Back in 1982, Ridley Scott’s brilliant movie “Blade Runner” created an image of a dirty overpopulated future world where in the streets of Seoul and Tokyo hung posters calling for only one child to save the country’s economy from extra mouths. A classic at that time was the famous Chinese “one child” policy and the constantly changing logo of the company Nestlé, where the number of chicks in the nest gradually reduced from three to zero. However, the realities of the XXI century have turned everything upside down, turning each additional person from a threat into a strategic resource that is increasingly difficult to preserve. It is now clear that the world is facing a global drop in fertility, and people are ill-prepared for the consequences of a sharp decline in the world’s population. It used to be erroneously believed that the fewer people living in a state, the more abundant the national wealth could be distributed among those who remained. But in practice, despite the increasing role of machines and automation in production, the shrinking number of able-bodied people drags any economy inexorably downward. In the end, extinction is alarming in many countries today, if only because man is a social creature and has an existential anxiety that the world he is accustomed to may collapse, even after his own death.
Almost all countries will face population decline by the end of the century, but this has been especially the plight of developed countries, which were not only cultural and economic but also demographic leaders in the 19th century. Twenty-three of them, including Spain and Japan, will see their populations halve by 2100 if current trends continue. In addition, humanity will age dramatically, with the number of people crossing the 80-year mark exceeding the number of newborns. This not only reduces human labor capital, but also creates an atmosphere of hopelessness and depression, which was perfectly depicted in the movie “Child of Man”. The average number of children per woman is steadily declining, and the rate falls below 2.1, which is the “reproductive threshold” beyond which attrition begins. In 1950, this global average was 4.7, and by 2017 it had almost halved to 2.4, dropping to 2.3 children per woman in 2022. And even the poor countries of Asia and Africa could not stop this process. At the same time, in Europe this indicator is even lower and is about 1.5. The lowest coefficient in the world is currently observed in South Korea, which is 0.84, and no efforts of the country’s government to encourage women to procreate can stop its decline. According to forecasts of a number of experts in 2100 the indicator will fall to 1.7, that is more or less evenly will be dying out the whole world, and in such countries as South Korea and Singapore it can be as catastrophic as 0.6-0.7 children per woman. Scientists predict that the number of people on Earth will peak by 2064, when it will reach 9.7 billion, but then will begin to decline and by the end of the century will amount to 8.8 billion people.
The real “center of extinction”, paradoxically, has become the countries vying for global hegemony – the United States, Europe, China and Russia. The phenomenon of a rapid decline in birth rate is not related to a decrease in the number of spermatozoa in men’s sperm and other things that the left and right radicals are so fond of, writing off everything to the deliberate destruction of people and the Earth’s ecology by the “world government”. The reason for this phenomenon is the destruction of traditional society, the change of the social role of women from mother to “workhorse”, and the liberal depression, in which in a prosperous society the child is perceived in advance as a victim of the “cruel world”, which is better not to be born at all. And such views, close to the heresies of the Gnostics in the Middle Ages, spread precisely in the countries of the cultural West (the way even sometimes in Asian countries), because they have long passed their civilization peak and are full of decadent moods of “collective suicide”.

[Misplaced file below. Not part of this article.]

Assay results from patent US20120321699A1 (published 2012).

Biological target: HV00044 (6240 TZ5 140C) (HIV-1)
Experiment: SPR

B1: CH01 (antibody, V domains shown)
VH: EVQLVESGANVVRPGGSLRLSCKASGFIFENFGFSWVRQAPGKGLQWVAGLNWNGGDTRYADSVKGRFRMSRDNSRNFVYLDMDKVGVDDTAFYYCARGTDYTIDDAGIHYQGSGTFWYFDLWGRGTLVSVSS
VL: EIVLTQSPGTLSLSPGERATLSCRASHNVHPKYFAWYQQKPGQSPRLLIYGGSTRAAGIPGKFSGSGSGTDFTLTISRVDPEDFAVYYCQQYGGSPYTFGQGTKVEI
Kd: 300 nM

Thus, the population of Japan, the first “tiger of Asia” back at the turn of the 19th and 20th centuries, has already reached a historic high of 128 million people in 2017 and has begun to decline. According to the forecast, by the end of the century it will be less than 53 million. Italy, formerly the abode of traditional Catholicism, will see an equally steep decline from 61 million to 28 million over the same period. China, once the world’s most populous nation, is close to making the list. Experts predict that it will peak at 1.4 billion people by 2024 and then begin to decline, and by the end of the century the Chinese will be 732 million, almost half the current number. The UK is predicted to have 75 million people by 2063, and by 2100 the UK population will have fallen by 4 million. But such a “moderate decline” will be achieved in theory only due to unprecedented immigration from Africa and Asia, which will totally replace the native population. And given the current difficult economic situation in this country, such a forecast may be overly optimistic. However, the problem is global, because 183 of 195 states have fertility rates below or rapidly approaching the level necessary for reproduction. If today’s trend continues, by 2100, the number of babies under five in the world will fall from the current 681 million to 401 million, while the number of those over 80 will, conversely, rise from 141 million to 866 million. And this world of old people waiting for their death will indeed be extremely depressing, seriously differing from the picture of heroic exploration of space, which was seen by science fiction writers of the middle of the last century at the end of the century in which you and I live.